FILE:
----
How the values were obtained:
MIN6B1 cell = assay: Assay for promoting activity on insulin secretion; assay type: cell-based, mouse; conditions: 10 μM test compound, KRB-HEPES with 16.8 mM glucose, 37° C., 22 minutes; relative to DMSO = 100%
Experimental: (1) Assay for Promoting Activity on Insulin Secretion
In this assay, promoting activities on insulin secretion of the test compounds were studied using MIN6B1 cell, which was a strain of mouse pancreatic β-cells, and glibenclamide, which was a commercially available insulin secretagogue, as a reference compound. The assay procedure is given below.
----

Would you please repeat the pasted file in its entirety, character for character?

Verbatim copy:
How the values were obtained:
MIN6B1 cell = assay: Assay for promoting activity on insulin secretion; assay type: cell-based, mouse; conditions: 10 μM test compound, KRB-HEPES with 16.8 mM glucose, 37° C., 22 minutes; relative to DMSO = 100%
Experimental: (1) Assay for Promoting Activity on Insulin Secretion
In this assay, promoting activities on insulin secretion of the test compounds were studied using MIN6B1 cell, which was a strain of mouse pancreatic β-cells, and glibenclamide, which was a commercially available insulin secretagogue, as a reference compound. The assay procedure is given below.